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Evesham Employment Law Blog

New Jersey Employment and Civil Rights Attorney Discuss the "Ban the Box" Bill

Governor Chris Christie signed the "Opportunity to Compete Act" into law on August 11, 2014, also known as the "Ban the Box" law. This new law will no longer allow employers to ask applicants to check a box saying whether they have been convicted of a crime. This is a needed fix to a "silent" problem which has long existed, but which has gone unaddressed because the victims are ex-cons, a constituency most people don't much care about.

So often, the minute an employer sees the box "convicted of a crime" checked, the applicant is out of luck, no matter their other qualities, no matter their earnestness. The new law prevents the employer from making this initial "cut" in the application form process. Yet there are limitations to the law. Employers are only barred from asking during the initial application process whether the applicant has been convicted of a crime. That means that background checks can still occur after the initial process. Past criminal histories can still be a determining factor as to whether or not an individual will be considered for a position by an employer but at least those individuals will be initially considered if qualified for that position. And if an employer violates the law, there's no lawsuit which can be filed by a victim discriminated against in this fashion. It's a law without teeth, but at least there's gums.

Study Focuses On Truck Driver Salary And Safety

It is no secret that employers will pay employees as little as possible to maximize profits. The law sets a floor for hourly wage, though some companies attempt to get below even that paltry figure. The impact of wages, particularly low wages, on employee health and morale is concerning in many industries. In the trucking industry, pay practices may even have a detrimental impact on safety. The Federal Motor Carrier Safety Administration is now conducting a study to better understand the relationship between how much drivers earn and how safely they operate their vehicles.

Trucking industry representatives have bemoaned a shortage of qualified truck drivers for some time. The problem is expected to grow in the future as the industry grows and the current crop of drivers retire or lose the ability to drive safely. According to the Bureau of Labor Statistics, the average commercial driver in the U.S. is 55. The industry has had significant trouble attracting younger drivers to accept the working conditions and salary offered by most companies.

New Jersey Employment and Civil Rights Attorney Discusses "Nelson Mandela Day"

Or . . . Everything I need to know about being a lawyer I learned from Nelson Mandela. 

Of course, I don't really mean that Mandela taught me to be a lawyer, or that his lessons, above those of any others (including my parents, for starters) are the "primary" reasons I became a lawyer or guide my practice toward certain behaviors and values.

On the other hand, when someone says "everything I need to know I learned from...", what they're really saying is that they consider the particular source to be an important moral, ethical, political or other lesson to which people ought pay heed.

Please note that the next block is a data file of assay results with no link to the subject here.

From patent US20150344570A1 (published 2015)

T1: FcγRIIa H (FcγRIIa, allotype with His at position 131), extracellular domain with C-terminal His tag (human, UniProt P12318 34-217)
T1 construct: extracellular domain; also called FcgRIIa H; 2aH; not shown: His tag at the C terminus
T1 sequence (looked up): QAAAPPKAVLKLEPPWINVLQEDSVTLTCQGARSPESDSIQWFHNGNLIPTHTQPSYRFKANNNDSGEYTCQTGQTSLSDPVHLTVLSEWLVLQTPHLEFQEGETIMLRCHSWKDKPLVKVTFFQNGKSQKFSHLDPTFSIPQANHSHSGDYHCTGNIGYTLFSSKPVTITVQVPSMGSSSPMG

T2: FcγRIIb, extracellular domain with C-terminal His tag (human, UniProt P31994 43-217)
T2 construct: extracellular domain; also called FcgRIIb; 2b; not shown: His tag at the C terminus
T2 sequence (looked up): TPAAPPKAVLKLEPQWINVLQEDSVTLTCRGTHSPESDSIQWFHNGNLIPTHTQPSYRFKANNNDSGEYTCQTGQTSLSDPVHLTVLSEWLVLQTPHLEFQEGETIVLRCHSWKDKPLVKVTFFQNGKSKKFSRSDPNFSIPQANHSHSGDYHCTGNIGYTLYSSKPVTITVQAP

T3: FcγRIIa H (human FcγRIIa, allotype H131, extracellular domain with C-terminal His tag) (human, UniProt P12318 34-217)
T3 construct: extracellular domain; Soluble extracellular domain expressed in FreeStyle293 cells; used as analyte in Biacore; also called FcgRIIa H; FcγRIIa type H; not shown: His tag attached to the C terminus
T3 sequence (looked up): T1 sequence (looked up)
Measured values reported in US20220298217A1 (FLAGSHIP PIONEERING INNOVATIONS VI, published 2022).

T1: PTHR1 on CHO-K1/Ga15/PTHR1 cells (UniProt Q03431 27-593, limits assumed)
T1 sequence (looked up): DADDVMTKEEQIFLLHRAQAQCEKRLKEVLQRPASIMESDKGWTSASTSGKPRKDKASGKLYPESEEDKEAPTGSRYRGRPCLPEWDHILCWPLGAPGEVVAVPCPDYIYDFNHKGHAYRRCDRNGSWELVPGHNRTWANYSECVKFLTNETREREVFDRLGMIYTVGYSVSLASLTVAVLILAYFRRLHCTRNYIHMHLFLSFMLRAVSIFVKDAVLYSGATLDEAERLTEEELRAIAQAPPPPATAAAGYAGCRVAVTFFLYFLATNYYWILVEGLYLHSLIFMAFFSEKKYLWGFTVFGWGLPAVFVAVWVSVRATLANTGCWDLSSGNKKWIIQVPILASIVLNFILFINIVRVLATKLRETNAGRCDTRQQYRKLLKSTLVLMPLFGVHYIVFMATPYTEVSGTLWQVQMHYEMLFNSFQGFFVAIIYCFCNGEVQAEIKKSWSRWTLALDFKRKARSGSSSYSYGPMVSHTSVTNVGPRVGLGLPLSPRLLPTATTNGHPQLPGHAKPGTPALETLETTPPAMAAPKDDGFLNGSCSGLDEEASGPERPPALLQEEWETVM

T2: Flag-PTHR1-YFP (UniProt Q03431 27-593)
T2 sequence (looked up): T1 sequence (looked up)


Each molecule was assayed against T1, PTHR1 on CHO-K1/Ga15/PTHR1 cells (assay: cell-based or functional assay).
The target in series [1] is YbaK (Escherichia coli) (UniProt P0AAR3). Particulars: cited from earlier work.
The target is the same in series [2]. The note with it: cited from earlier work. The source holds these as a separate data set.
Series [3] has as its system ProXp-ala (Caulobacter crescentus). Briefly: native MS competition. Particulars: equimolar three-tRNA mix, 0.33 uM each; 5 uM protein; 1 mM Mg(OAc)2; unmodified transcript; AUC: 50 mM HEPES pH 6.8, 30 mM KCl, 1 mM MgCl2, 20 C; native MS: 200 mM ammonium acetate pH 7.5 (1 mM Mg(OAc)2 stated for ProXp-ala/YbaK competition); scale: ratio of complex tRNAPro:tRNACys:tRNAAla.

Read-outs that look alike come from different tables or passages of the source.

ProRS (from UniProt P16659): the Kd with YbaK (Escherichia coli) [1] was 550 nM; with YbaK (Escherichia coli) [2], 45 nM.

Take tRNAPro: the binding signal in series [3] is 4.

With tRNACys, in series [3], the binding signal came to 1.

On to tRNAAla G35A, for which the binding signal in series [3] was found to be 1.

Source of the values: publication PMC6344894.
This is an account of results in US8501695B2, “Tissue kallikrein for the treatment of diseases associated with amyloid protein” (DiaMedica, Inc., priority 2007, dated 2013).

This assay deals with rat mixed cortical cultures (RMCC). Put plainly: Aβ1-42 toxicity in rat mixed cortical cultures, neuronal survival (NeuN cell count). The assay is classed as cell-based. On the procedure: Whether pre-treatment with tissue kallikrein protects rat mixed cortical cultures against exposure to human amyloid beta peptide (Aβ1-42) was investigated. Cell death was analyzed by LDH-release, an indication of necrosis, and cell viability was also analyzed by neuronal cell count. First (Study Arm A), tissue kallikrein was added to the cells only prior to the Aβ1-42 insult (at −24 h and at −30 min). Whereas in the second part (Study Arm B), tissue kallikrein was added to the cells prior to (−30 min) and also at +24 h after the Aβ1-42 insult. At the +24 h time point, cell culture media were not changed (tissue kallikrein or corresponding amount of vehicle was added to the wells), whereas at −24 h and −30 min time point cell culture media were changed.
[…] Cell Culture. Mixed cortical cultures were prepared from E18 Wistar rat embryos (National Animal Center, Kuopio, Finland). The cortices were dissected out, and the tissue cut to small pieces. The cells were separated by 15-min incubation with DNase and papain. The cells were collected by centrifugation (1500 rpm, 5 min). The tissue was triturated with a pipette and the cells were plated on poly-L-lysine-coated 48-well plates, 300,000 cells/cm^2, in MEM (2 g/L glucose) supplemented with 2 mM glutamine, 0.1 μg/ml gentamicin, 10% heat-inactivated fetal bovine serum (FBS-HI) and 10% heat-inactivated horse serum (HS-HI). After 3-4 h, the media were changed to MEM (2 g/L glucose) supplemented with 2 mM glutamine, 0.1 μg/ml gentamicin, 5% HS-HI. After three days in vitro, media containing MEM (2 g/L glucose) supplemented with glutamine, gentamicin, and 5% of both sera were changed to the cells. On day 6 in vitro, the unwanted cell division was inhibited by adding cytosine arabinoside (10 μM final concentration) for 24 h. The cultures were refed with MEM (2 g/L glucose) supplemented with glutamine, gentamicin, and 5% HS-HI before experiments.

And Mr. Mandela has earned some heed, worldwide.

Nelson Mandela lived quite a long and distinguished life. If we measure the most valuable wisdom as that coming from the greatest pain and suffering, then Nelson Mandela had a deep well of hard-won wisdom by the time he left the world. His wisdom emerges from some of his most memorable statements. I recently had the pleasure of reading an excellent blog from a fellow trial lawyer who spoke about Nelson Mandela. Shamelessly copying his approach, I've taken the same quotes and applied them to my life and my practice, as he did.

What impressed me the most about Nelson Mandela was the dignity with which he endured what he endured, and the grace with which he conducted himself when his durance ended. Far too often, the first thought that someone has when "durance vile" ends is to seek revenge, to vent your anger on the world. As we see in the world today, anger is too often the prime driver of individual, group and national conduct. Nelson Mandela embodies a lesson from which everyone can benefit.

Three things every pregnant employee should know

While the U.S. economy appears to be adding more jobs this summer, the struggles that pregnant women have in finding (and keeping) jobs is largely ignored. Basically, not every employer wants to hire a pregnant woman. Additionally, some employers do not understand the rules that protect pregnant workers and prohibit certain actions against them. Because of this, it is important for pregnant workers to know their rights and be able to protect themselves against overzealous employers.

This post will provide some helpful tips.

Trial Run For V2V Technology Regulation

Some technological advancements can be counted on to take root in the market on their own. There is a reason cars no longer come equipped with 8-track players. Some technology must be pushed by regulators because the profit-incentive is lacking for automakers. The National Highway Traffic Safety Administration has taken an early step along the path of requiring the implementation of vehicle-to-vehicle (V2V) technology in new cars and trucks. The NHTSA has released an advance notice of proposed rulemaking on the issue. It has opened up several issues to public comment to gather feedback on what should be included in the eventual rule.